Underwater Marine Sculptures - The Whitsundays QLD
The Whitsundays, Queensland.
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Underwater Artwork

In an Australian and Great Barrier Reef first, avid snorkellers and divers will be treated to an underwater wonderland with the installation of underwater art in The Whitsundays Great Barrier Reef Marine Park. The underwater sculptures provide a new experience for travellers and marine enthusiasts. These unique artworks have been installed at various popular sites around The Whitsundays, you’ll find the Turtle Dream by artist Col Henry at Langford Reef, Maori Wrasse by local artist Adriaan Vanderlugt at Blue Pearl Bay, Migration of the Manta by artist Brian Robinson and Manta Ray by local artist Adriaan Vanderlugt at Manta Ray Bay and Bywa another by Brian Robinson at Horseshoe Bay, Bowen.

These incredible sculptures will not only provide amazing scenery for guests to enjoy they will also act as a new base for coral growth and animal shelter.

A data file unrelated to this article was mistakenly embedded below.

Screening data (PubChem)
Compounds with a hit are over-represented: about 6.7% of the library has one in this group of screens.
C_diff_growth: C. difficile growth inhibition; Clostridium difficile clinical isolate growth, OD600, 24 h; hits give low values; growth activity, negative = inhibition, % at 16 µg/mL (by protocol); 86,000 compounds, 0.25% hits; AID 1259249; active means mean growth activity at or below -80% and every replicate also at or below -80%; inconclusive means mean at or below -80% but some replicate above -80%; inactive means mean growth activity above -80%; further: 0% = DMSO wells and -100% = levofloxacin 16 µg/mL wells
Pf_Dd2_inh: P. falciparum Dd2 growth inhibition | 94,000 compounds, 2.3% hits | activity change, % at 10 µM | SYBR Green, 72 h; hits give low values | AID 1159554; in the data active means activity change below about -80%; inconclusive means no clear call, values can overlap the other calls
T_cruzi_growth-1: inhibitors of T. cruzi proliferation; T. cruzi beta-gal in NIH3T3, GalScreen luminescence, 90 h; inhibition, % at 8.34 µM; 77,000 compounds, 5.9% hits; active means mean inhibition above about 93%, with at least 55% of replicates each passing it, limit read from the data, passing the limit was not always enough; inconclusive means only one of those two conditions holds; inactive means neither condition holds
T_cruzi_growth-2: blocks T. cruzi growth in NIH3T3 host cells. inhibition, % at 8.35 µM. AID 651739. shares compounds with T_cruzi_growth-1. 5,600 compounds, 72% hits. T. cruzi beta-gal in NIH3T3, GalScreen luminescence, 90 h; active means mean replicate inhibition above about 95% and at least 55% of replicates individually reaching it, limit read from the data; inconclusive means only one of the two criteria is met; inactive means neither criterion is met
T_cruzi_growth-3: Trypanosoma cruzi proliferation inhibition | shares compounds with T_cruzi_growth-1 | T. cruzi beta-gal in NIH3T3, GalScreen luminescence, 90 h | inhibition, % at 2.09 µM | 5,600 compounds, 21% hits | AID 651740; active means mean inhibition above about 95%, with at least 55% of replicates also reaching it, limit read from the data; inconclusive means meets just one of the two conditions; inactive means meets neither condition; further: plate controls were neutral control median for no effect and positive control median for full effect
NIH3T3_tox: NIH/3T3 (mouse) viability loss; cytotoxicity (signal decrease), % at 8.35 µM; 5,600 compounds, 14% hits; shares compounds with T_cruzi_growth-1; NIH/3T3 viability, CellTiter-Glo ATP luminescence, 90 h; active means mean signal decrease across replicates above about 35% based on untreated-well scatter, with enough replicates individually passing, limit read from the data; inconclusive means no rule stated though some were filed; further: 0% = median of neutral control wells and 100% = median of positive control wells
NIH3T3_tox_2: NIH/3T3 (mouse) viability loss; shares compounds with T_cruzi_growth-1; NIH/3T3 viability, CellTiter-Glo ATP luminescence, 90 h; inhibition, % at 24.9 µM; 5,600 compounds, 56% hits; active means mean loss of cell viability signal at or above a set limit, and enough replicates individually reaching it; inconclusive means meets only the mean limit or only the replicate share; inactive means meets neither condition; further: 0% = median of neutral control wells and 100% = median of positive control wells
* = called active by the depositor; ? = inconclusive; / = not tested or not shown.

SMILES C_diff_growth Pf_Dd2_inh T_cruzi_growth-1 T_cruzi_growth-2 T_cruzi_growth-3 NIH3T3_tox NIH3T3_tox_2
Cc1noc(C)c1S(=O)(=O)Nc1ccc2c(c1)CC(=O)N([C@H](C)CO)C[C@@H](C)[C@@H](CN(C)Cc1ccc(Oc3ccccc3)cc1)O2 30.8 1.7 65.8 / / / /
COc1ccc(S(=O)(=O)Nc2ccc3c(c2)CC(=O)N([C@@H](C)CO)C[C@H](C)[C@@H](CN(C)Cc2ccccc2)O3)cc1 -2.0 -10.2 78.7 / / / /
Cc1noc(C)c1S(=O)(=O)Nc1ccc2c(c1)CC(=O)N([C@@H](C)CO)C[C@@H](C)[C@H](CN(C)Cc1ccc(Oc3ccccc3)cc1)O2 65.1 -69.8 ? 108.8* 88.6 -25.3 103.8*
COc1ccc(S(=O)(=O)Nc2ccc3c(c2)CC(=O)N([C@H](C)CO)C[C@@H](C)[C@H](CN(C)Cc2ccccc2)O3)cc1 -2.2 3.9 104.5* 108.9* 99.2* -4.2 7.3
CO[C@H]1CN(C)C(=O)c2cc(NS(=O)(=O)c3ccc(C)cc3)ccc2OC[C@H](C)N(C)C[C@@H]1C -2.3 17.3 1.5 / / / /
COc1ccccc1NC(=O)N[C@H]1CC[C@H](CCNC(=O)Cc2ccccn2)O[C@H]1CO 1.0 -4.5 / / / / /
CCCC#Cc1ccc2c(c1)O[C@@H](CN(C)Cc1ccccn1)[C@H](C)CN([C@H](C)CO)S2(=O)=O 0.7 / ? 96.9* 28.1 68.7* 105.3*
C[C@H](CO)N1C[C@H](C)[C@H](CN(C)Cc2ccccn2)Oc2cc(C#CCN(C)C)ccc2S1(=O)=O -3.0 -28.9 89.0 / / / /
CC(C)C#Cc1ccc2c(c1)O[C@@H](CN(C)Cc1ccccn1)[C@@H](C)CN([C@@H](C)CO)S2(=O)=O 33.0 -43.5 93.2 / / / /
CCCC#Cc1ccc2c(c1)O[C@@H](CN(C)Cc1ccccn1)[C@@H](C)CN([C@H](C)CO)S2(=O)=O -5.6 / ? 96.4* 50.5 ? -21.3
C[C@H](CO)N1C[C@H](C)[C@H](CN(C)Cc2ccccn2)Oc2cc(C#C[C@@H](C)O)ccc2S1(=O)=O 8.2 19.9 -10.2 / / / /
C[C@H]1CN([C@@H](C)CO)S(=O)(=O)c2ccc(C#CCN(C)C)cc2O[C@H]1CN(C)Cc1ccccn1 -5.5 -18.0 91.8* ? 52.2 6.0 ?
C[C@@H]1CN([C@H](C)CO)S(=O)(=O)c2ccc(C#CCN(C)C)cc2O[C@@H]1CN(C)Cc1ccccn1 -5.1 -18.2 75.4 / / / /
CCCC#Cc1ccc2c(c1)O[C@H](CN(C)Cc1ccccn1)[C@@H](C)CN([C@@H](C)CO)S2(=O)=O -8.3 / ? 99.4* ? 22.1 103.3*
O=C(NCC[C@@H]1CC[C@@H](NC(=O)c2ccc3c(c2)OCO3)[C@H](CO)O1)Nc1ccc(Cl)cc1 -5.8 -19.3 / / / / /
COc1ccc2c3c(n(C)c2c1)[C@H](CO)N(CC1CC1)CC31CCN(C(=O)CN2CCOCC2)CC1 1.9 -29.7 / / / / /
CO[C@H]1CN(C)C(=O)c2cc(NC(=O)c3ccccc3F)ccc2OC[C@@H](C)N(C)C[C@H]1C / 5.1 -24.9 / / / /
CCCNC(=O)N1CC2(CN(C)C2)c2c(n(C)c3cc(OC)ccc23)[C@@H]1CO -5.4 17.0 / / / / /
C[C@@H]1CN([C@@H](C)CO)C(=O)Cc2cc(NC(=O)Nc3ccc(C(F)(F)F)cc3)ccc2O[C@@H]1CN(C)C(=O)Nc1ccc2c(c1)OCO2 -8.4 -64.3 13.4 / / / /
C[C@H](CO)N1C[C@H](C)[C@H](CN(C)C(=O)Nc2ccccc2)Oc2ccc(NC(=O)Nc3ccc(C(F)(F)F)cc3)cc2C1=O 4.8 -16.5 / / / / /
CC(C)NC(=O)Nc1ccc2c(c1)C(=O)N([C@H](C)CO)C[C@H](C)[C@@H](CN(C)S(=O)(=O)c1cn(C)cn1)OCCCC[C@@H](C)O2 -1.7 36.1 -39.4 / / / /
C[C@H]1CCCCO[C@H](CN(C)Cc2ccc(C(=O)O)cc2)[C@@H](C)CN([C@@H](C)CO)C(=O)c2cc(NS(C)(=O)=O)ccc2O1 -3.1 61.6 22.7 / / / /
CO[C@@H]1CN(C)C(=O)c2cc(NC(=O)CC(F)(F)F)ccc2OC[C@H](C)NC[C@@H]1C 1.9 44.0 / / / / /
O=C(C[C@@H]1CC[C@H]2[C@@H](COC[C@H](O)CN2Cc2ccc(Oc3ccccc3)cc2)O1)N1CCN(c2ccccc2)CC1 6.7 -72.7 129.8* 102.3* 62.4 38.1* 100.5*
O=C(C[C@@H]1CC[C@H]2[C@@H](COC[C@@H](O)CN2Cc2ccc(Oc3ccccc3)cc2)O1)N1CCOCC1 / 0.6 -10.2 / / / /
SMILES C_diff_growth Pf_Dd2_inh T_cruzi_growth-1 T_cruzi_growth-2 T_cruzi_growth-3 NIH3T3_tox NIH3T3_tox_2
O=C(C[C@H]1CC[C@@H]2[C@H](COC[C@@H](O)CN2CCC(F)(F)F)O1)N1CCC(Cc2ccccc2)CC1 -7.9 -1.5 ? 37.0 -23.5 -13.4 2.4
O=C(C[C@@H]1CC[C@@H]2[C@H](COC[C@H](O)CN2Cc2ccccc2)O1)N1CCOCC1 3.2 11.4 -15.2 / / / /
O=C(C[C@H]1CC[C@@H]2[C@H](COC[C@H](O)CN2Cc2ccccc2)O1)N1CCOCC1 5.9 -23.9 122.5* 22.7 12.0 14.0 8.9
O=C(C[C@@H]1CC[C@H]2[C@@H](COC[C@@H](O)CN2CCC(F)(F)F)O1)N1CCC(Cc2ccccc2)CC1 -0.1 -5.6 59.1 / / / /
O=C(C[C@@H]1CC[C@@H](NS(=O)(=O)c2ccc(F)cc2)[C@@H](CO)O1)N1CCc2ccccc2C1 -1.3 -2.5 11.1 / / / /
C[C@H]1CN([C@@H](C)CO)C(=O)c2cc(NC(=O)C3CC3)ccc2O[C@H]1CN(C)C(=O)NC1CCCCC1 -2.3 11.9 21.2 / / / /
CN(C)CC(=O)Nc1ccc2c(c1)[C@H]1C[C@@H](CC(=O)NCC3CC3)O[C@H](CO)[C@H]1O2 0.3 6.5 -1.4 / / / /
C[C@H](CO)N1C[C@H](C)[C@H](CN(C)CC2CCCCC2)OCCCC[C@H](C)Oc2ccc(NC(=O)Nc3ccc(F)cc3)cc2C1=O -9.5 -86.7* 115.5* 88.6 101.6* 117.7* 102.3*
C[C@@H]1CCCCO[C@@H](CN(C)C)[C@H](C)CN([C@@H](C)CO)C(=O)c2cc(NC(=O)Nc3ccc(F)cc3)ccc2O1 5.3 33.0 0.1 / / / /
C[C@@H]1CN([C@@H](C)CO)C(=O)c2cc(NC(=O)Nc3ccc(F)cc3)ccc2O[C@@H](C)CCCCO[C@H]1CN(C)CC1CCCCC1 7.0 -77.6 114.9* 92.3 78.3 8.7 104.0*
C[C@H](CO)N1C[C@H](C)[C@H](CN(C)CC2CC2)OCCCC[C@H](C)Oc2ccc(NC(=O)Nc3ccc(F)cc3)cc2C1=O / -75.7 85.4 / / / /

The Underwater Artwork will be part of many Whitsunday tour operator’s itineraries. Check-in with the team at The Whitsundays Visitor Information Centre to find out which operators will get you there.  


Maori wrasse or Humphead Maori Wrasse, Cheilinus undulatus is the largest member of the family Labridae, reaching up to 2 metres (six feet long) in the male species, and up to three feet in females. Although widespread on coral reefs in the Indo-west-central Pacific, Humphead Maori Wrasse are uncommon throughout their range. The species is very susceptible to fishing pressure, and as a result, it is CITES-listed and is considered Endangered by the IUCN. This species is fully protected (no fishing) in the Great Barrier Reef Marine Park. It is very friendly and approachable to snorkellers and SCUBA divers at popular tourism sites and fish feeding locations in the Whitsundays.


Photo credit: @riptidecreative



2.7m x 3.85m x 0.6m

GPS Coordinates: 20° 2.6086' South, 148° 52.8988' East